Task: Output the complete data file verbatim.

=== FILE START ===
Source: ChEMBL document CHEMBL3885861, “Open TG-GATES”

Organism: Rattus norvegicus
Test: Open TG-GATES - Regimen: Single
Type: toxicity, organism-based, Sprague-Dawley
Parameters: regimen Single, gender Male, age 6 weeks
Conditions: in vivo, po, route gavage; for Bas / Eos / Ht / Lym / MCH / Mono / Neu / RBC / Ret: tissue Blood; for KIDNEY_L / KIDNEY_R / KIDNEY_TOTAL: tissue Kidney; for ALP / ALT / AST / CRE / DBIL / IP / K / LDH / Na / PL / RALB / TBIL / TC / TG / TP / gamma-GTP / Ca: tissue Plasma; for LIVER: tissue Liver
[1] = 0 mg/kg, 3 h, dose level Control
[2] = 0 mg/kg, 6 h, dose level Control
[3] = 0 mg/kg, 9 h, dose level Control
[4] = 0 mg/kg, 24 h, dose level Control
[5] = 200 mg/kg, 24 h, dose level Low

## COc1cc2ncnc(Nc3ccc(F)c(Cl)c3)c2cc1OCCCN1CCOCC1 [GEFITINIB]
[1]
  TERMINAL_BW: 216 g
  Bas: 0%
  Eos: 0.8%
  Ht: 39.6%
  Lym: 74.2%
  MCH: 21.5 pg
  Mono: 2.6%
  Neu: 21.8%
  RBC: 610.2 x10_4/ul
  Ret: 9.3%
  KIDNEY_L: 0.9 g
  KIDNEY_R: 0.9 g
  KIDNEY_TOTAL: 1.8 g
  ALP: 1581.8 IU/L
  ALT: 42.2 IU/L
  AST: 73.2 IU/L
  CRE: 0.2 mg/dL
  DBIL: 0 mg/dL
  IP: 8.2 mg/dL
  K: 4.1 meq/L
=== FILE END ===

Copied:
Source: ChEMBL document CHEMBL3885861, “Open TG-GATES”

Organism: Rattus norvegicus
Test: Open TG-GATES - Regimen: Single
Type: toxicity, organism-based, Sprague-Dawley
Parameters: regimen Single, gender Male, age 6 weeks
Conditions: in vivo, po, route gavage; for Bas / Eos / Ht / Lym / MCH / Mono / Neu / RBC / Ret: tissue Blood; for KIDNEY_L / KIDNEY_R / KIDNEY_TOTAL: tissue Kidney; for ALP / ALT / AST / CRE / DBIL / IP / K / LDH / Na / PL / RALB / TBIL / TC / TG / TP / gamma-GTP / Ca: tissue Plasma; for LIVER: tissue Liver
[1] = 0 mg/kg, 3 h, dose level Control
[2] = 0 mg/kg, 6 h, dose level Control
[3] = 0 mg/kg, 9 h, dose level Control
[4] = 0 mg/kg, 24 h, dose level Control
[5] = 200 mg/kg, 24 h, dose level Low

## COc1cc2ncnc(Nc3ccc(F)c(Cl)c3)c2cc1OCCCN1CCOCC1 [GEFITINIB]
[1]
  TERMINAL_BW: 216 g
  Bas: 0%
  Eos: 0.8%
  Ht: 39.6%
  Lym: 74.2%
  MCH: 21.5 pg
  Mono: 2.6%
  Neu: 21.8%
  RBC: 610.2 x10_4/ul
  Ret: 9.3%
  KIDNEY_L: 0.9 g
  KIDNEY_R: 0.9 g
  KIDNEY_TOTAL: 1.8 g
  ALP: 1581.8 IU/L
  ALT: 42.2 IU/L
  AST: 73.2 IU/L
  CRE: 0.2 mg/dL
  DBIL: 0 mg/dL
  IP: 8.2 mg/dL
  K: 4.1 meq/L